Statistical methods and tools
In fragile contexts, where data is most needed, it is usually outdated or of poor quality due to the challenges in collecting data. This project aims to improve the quality or survey data by improving sampling frames, questionaire design and through fieldwork.
In this section
The objective of this activity is to develop and provide tools, guidelines and methods for improving data quality for surveys on FDPs and host communities, as well as build capacity around their use. The proposed tools will be built around free or open-source solutions and designed to operate in capacity-constrained environments. They will address data quality issues in sampling, questionnaire design and fieldwork and data quality assurance.
To guarantee the quality of different stages of survey design and implementation, this project proposes the following tools and methods:
- Sampling and sampling frame: Develop open-source tools to provide data collecting teams with user-friendly, advanced sampling approaches that require minimal programming skills. To cover forcibly displaced and host populations in different settings with the most effective sample design, the tool will allow for standard sampling approaches for sample households in host communities, as well as:
- Sampling from a spatial grid in the absence of any existing area- or list-frame;
- Use of gridded population data like WorldPop
- Sampling based on other satellite-based data.
- Questionnaire design: The proposed solution will enable users to plan data collection, to easily create questionnaires for populations affected by forced displacement with minimal programming knowledge. Building a repository for the questionnaire templates will help increase access and use of the templates and improve the quality of the survey instruments over time.
- Fieldwork and data quality assurance: This activity will develop guidelines and an application to enable quality control using the paradata produced during electronic data collection on FDPs and host communities. Real time monitoring and the use of paradata is a relatively new and is an underutilized source of data present in all electronic surveys. Processing paradata opens avenues for understanding the behavior of the survey respondents, interviewers and improvement of the questionnaire.
Engagement with partners
The core methodological and software development will be carried out by the World Bank in partnership with the JDC and other partners, such as UNHCR and National Statistical Offices. The World Bank will ensure effective and efficient knowledge exchange as well as wider survey data collection agenda.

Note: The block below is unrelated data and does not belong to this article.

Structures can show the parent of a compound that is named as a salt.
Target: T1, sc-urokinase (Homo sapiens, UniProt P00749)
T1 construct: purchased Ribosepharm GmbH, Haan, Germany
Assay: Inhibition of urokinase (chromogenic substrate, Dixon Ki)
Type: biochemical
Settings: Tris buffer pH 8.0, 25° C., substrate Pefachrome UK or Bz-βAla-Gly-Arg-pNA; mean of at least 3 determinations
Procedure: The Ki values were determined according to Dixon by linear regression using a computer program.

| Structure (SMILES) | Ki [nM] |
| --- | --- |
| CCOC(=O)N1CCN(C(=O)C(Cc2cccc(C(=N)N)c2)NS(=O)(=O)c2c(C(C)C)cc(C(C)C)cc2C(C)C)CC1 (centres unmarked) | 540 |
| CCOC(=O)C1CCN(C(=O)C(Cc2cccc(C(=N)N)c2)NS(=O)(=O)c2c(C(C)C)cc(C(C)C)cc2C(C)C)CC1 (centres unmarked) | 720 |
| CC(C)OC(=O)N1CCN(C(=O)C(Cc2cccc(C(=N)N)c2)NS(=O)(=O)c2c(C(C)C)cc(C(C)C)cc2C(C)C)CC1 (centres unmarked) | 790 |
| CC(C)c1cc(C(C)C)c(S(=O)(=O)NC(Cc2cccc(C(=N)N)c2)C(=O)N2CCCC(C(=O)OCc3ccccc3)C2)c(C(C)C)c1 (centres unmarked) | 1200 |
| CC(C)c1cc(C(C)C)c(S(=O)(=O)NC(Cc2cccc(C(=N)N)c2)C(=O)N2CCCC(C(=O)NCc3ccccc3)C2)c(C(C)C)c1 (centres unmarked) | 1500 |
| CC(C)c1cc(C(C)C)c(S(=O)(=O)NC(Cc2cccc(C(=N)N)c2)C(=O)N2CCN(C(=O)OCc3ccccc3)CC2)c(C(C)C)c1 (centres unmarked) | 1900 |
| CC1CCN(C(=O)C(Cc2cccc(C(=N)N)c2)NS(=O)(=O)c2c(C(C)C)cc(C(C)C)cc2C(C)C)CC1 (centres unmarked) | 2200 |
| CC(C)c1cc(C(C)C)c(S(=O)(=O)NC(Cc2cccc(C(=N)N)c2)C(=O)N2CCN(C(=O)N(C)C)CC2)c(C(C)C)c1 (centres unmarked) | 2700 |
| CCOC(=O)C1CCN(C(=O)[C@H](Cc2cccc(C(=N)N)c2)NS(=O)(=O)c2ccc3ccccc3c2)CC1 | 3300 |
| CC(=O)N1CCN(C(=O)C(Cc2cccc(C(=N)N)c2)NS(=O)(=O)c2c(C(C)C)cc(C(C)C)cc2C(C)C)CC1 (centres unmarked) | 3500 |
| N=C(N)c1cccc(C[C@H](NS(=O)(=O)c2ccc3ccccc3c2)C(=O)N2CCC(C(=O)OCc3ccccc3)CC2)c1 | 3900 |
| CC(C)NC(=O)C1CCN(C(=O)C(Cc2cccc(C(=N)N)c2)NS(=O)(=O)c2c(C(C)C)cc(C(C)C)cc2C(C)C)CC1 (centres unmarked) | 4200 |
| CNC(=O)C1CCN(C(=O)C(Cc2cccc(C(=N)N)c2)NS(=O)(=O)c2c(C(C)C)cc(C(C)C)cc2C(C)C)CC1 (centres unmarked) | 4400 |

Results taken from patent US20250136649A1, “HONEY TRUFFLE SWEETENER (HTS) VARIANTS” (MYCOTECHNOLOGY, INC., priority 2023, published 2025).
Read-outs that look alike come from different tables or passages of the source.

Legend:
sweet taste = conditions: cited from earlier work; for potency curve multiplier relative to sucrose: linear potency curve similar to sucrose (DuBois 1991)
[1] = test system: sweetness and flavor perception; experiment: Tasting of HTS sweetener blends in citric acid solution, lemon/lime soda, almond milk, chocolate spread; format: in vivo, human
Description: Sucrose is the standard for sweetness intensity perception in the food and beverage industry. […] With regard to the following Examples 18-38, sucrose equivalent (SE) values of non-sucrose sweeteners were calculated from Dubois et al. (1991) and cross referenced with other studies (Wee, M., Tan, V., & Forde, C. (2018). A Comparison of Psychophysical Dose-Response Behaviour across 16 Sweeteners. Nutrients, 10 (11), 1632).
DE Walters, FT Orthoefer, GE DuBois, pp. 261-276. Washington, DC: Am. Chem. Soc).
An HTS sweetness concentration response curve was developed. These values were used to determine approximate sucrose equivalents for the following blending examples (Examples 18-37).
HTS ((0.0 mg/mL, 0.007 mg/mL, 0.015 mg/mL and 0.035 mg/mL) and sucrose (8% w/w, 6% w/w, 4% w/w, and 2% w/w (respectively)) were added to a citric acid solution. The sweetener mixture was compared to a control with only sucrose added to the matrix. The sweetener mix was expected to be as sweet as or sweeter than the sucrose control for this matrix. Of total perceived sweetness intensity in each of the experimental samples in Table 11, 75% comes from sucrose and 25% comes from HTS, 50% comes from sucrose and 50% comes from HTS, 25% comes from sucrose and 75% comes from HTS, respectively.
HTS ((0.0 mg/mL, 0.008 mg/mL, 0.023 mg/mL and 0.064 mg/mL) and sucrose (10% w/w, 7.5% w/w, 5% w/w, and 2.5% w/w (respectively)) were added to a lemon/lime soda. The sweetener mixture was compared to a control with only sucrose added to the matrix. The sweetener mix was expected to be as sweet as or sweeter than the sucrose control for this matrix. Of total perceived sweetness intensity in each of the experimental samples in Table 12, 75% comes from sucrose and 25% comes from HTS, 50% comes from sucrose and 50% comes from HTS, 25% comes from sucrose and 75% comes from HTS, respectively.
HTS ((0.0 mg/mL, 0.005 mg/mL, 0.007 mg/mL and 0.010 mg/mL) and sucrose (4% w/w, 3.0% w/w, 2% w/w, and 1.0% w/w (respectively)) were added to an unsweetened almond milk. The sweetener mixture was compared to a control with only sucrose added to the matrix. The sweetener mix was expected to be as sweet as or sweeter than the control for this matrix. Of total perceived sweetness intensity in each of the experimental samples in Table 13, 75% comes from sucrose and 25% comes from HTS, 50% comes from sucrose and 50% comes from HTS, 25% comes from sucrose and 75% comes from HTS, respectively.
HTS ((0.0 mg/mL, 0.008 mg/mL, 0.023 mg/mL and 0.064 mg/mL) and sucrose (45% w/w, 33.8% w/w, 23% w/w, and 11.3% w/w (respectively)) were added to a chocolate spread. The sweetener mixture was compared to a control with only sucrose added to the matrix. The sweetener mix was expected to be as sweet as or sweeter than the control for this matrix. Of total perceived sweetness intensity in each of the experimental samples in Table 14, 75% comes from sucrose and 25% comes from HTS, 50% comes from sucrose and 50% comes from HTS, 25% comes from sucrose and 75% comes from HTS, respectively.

Background and Context
Sample surveys are the main way to gather reliable information on socioeconomic conditions. This is also true of forced displacement situations, and even more so in the verification and integration of any alternate data sources, like satellite or big data. The quality of survey data is critical, as it determines how reliable the information is and the quality of future information, such as remote sensing data, which requires validation through primary data. Any errors in the collection process of primary data will probably create issues with the reliability of information in the future.
Sampling frames in some low- and middle-income countries are often not up-to-date, comprehensive or sufficiently informative o the target population and so are often incomplete. This problem becomes even more pronounced when the target population is small or hard to reach, which can be the case with forcibly displaced populations. As a consequence, the sampling frame and design are crucial to produce statistically valid estimates, which are required for evidence-based decision making.
Another component that affects the overall quality is the measurement error, which may arise from fieldworkers, respondents, the environment or questionnaire design.
A tool that allows users to extract and analyze the information contained in a comprehensive body of documents published by the Multilateral Development Banks, allowing project managers and researchers to easily access information and for gaps in knowledge to be identified.
Three pilot surveys, in Cameroon, Pakistan and South Sudan of the Forced Displacement Survey, the first-of-its-kind survey programme will produce data on refugees that is multi-sectoral, comparable across countries, and fully aligned with international measurement standards.
This project aims to provide technical support from the World Bank so that content on forced displacement from the Bank’s microdata library can be shared on UNHCR’s microdata library.